The Court protests that without the tax credits, the number of people covered by the individual mandate shrinks, and without a broadly applicable individual mandate the guaranteed-issue and community-rating requirements "would destabilize the individual insurance market." If true, these projections would show only that the statutory scheme contains a flaw; they would not show that the statute means the opposite of what it says.
Here I'd like to interject a quote from the dissent to Home Building and Loan Association v. Blaisdell (1934):
I quite agree with the opinion of the court that whether the legislation under review is wise or unwise is a matter with which we have nothing to do. Whether it is likely to work well or work ill presents a question entirely irrelevant to the issue.
Blaisdell considered a Constitutional question, but the argument is the same: It isn't the Court's job to determine if a law is good or not.  The Constitution does not give the Judicial Branch the power to make law.  That power is reserved to the Legislative branch only.  If the Legislative branch does a bad job, then The People have the power to elect new legislators.  If the JUDICIAL branch does a bad job, The People have less recourse.

Scalia writes:
The Court's decision reflects the philosophy that judges should endure whatever interpretive distortions it takes in order to correct a supposed flaw in the statutory machinery. That philosophy ignores the American people’s decision to give Congress "[a]ll legislative Powers" enumerated in the Constitution. Art. I, §1. They made Congress, not this Court, responsible for both making laws and mending them. This Court holds only the judicial power—the power to pronounce the law as Congress has enacted it. We lack the prerogative to repair laws that do not work out in practice, just as the people lack the ability to throw us out of office if they dislike the solutions we concoct. We must always remember, therefore, that "[o]ur task is to apply the text, not to improve upon it." Pavelic & LeFlore v. Marvel Entertainment Group, Div. of Cadence Industries Corp. (1989).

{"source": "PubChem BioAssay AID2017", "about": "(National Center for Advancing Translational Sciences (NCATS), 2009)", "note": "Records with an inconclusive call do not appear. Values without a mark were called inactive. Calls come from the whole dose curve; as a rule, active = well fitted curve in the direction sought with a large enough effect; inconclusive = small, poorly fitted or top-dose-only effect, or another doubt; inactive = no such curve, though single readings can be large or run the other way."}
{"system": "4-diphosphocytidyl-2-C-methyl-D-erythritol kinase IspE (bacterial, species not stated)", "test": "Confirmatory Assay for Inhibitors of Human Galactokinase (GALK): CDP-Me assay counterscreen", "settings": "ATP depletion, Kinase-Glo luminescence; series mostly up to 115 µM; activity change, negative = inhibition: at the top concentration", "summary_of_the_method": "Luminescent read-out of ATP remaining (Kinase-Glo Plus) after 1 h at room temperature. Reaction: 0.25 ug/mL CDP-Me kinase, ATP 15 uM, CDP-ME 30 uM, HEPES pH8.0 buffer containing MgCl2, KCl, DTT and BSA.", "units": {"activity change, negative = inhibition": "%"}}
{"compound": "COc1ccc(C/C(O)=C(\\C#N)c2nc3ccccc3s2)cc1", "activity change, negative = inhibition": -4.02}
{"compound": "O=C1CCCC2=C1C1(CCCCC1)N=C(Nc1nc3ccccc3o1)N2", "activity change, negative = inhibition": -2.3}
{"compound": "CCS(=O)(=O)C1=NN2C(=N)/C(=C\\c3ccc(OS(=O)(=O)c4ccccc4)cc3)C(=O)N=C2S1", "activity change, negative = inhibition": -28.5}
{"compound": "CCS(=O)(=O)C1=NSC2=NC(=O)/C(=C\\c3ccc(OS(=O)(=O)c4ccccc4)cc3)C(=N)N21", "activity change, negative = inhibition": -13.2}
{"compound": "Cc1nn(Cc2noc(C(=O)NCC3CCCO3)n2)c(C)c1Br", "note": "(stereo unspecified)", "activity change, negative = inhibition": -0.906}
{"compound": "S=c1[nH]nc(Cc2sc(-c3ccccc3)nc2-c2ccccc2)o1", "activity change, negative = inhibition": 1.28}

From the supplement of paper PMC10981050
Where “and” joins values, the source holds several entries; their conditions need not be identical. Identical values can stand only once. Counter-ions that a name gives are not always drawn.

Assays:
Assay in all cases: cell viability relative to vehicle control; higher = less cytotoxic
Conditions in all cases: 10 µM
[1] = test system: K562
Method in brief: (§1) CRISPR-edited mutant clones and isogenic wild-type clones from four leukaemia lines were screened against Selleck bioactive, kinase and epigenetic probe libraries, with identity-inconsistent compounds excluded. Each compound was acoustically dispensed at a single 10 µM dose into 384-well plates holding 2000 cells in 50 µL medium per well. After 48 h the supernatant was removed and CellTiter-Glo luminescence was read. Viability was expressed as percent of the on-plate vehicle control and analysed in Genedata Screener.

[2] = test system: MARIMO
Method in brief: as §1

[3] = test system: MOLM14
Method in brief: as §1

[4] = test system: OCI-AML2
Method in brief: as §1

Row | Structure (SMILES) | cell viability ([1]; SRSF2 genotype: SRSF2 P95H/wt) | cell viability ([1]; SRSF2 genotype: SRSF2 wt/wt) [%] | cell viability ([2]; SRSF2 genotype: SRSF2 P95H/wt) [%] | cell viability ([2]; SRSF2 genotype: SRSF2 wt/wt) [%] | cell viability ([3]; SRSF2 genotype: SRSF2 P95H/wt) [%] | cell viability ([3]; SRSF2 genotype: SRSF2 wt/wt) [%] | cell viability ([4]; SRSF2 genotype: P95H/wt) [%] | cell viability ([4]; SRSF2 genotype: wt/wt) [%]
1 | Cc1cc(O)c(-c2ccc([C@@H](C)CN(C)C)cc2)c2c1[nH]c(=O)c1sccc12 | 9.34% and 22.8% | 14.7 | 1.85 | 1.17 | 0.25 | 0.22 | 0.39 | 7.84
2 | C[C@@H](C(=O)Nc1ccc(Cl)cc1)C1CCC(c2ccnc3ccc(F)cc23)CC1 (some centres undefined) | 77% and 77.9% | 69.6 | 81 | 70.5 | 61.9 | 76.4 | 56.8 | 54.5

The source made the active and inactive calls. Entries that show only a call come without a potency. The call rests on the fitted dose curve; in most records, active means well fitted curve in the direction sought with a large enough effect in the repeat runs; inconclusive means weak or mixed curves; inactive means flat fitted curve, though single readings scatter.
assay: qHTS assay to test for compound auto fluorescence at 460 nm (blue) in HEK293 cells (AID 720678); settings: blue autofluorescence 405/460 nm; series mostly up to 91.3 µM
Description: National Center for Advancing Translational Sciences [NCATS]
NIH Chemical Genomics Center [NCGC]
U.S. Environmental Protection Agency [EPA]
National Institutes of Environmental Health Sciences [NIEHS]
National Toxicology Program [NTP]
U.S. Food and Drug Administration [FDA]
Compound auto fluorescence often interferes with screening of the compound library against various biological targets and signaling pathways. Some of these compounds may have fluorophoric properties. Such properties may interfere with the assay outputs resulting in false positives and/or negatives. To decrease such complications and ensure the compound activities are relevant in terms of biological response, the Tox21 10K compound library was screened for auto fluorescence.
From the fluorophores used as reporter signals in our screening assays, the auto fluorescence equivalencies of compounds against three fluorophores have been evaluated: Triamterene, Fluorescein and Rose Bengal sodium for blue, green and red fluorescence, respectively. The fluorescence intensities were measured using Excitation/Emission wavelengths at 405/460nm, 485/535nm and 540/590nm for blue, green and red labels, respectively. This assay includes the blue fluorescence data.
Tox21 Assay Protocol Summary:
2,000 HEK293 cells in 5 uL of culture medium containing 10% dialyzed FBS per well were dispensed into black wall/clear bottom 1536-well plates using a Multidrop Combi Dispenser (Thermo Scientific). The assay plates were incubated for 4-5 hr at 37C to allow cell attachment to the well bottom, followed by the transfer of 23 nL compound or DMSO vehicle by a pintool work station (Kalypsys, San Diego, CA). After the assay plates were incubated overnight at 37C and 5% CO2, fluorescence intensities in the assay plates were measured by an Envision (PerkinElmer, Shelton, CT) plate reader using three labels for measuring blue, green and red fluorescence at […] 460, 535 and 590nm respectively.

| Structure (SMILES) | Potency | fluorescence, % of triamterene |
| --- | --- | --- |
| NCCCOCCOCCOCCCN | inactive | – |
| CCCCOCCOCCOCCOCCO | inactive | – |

More importantly, the Court forgets that ours is a government of laws and not of men. That means we are governed by the terms of our laws, not by the unenacted will of our lawmakers. "If Congress enacted into law something different from what it intended, then it should amend the statute to conform to its intent." Lamie, supra, at 542. In the meantime, this Court "has no roving license. . . to disregard clear language simply on the view that . . . Congress 'must have intended' something broader." Bay Mills, 572 U. S., at ___ (slip op., at 11).

Even less defensible, if possible, is the Court’s claim that its interpretive approach is justified because this Act "does not reflect the type of care and deliberation that one might expect of such significant legislation." It is not our place to judge the quality of the care and deliberation that went into this or any other law. A law enacted by voice vote with no deliberation whatever is fully as binding upon us as one enacted after years of study, months of committee hearings, and weeks of debate. Much less is it our place to make everything come out right when Congress does not do its job properly. It is up to Congress to design its laws with care, and it is up to the people to hold them to account if they fail to carry out that responsibility.